Published on February 27th, 2013 | by James Conley0
Penguins’ Discipline on a Milk Carton as Panthers Earn 6-4 Win
Pittsburgh played with thin skin and thick skulls Tuesday, allowing four power play goals and taking at least as many ill-advised minors en route to a 6-4 loss to the lowly Florida Panthers Tuesday.
It was the Penguins’ seventh loss of the season and third on the road. Of their seven losing efforts this year, four have come at the hands of teams currently outside the Eastern Conference playoff bubble.
James Neal, Paul Martin, Dustin Jeffrey and Chris Kunitz scored in the loss.
The Penguins remain in first place in the Atlantic but failed to catch the Montreal Canadiens at the top of the East. Among the NHL’s division-leading teams, only the Carolina Hurricanes (9-8-1) have more losses.
Pittsburgh took seven minor penalties on the evening, the fifth time in 20 games they’ve taken six or more minor penalties. The transgressions were often of the avoidable variety, with several calls coming in the offensive zone and on completely avoidable offenses such as delay of game, boarding, high-sticking and post-whistle roughing calls.
“Certainly, the amount of 5-on-3 we’re giving other teams, especially in the last five games when you tee up 1:40, 1:50, two minutes of 5-on-3, it’s a tough kill for the penalty killers,” Dan Bylsma said following the game.
“We’re taking too many penalties, and we’re taking too many unnecessary penalties.”
The Penguins didn’t lose to the Flyers in last year’s playoffs because they were outmatched—the Flyers won just one game in their second round set with the Devils—but because their inability to cope with adversity and antagonism took them out of each game.
Even against a Florida team with no discernible bad blood to speak of, the Pens managed to create trouble for themselves. The familiar too-stationary PK formation took hold again, allowing a struggling Panthers power play to score four straight power play goals.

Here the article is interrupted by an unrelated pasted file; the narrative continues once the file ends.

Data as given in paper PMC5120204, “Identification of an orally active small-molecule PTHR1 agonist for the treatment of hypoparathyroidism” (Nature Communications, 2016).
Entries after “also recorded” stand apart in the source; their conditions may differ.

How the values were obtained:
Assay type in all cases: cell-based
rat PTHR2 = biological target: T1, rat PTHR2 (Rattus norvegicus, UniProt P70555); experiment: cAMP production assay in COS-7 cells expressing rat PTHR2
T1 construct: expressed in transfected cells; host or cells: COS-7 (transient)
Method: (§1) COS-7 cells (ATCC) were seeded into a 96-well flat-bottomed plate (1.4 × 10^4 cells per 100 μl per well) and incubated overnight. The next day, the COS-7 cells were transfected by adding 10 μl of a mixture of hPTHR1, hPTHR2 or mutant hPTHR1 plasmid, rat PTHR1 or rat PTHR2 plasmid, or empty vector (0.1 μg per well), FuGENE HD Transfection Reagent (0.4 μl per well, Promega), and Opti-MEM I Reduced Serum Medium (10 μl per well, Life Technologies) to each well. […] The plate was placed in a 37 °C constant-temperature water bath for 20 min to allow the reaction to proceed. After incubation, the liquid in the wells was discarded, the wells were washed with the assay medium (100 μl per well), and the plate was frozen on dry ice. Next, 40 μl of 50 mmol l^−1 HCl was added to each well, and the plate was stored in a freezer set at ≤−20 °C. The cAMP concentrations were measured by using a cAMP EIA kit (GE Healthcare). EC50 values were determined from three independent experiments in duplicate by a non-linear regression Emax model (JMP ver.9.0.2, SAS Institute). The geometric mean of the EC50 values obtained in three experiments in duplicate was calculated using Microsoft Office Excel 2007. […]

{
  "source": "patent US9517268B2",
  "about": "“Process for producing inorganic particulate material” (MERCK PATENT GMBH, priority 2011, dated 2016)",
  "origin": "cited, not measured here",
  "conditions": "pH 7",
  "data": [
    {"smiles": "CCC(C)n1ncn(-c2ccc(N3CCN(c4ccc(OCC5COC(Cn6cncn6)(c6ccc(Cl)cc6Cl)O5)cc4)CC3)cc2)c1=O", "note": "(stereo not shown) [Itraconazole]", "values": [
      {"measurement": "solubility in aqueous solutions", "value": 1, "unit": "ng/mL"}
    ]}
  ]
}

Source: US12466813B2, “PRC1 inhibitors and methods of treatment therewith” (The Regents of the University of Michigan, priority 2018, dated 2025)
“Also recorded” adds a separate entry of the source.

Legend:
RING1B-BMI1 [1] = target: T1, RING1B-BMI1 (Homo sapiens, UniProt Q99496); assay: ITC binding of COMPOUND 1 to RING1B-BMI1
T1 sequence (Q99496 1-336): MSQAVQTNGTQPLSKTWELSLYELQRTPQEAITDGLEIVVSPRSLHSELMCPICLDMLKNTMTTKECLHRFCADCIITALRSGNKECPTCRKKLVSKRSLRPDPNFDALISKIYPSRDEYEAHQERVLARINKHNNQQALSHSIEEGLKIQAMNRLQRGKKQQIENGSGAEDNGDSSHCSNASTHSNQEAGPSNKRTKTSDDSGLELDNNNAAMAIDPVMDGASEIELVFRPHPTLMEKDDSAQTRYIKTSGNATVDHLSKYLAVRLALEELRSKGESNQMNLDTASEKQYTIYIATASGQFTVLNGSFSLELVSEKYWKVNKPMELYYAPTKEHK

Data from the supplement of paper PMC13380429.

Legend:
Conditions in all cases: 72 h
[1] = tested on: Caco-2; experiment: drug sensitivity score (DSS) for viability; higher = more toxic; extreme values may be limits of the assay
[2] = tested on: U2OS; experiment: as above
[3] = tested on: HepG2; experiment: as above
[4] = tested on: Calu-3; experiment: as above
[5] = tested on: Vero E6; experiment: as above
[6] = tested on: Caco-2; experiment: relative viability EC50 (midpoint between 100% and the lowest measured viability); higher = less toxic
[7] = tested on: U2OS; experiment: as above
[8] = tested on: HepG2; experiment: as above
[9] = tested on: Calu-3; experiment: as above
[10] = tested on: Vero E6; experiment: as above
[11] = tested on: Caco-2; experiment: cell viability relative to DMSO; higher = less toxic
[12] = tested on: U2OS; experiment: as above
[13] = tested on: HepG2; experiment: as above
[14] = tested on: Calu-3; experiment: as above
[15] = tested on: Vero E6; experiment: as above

Pittsburgh allowed two more 5-on-3 situations in Tuesday’s loss, an unsettling trend for a club that will rank in the bottom third of the league in PK percentage following the loss.
“We’re going to have to take a hard look at it,” Penguins defenseman Matt Niskanen said after the game. “Part of it is taking too many penalties, 5-on-3′s, stuff like that. Obviously, even 5-on-4, we’re not nearly good enough.”
“We made too many mistakes.”
Forgiving Florida’s empty-net goal, the Pens have now allowed 16 goals in their last four games and 12 in the last two games Tomas Vokoun has started. They’ve also allowed a hat trick in each of those games, to Philadelphia’s Jakub Voracek last Wednesday and to Florida’s Tomas Kopecky on Tuesday.
Vokoun was tagged for each of Florida’s four PP goals Tuesday, though it was Marc-Andre Fleury, who came on in relief in the second period, who suffered the loss.
Vokoun has now allowed 10 goals in his last five-plus periods of play.
While it’s hard to fault a netminder for allowing power play goals in which the team in front of him is playing undisciplined hockey (and they were), Vokoun was again shaky with rebound control and puckhandling.
The loss shouldn’t cost him any starts. In a perfect universe, this loss will force changes on the penalty kill and perhaps change the tone of the team’s next practice. However, the Penguins can’t allow Fleury to make too many starts in the compressed season.
Vokoun is due for a good game that will get his confidence back in order, and doing so begins with putting a structured, mentally-tough team in front of him.
That’s something the Penguins have rarely resembled over the last year.
Quotes/Audio Courtesy Jason Seidling & Pittsburgh Penguins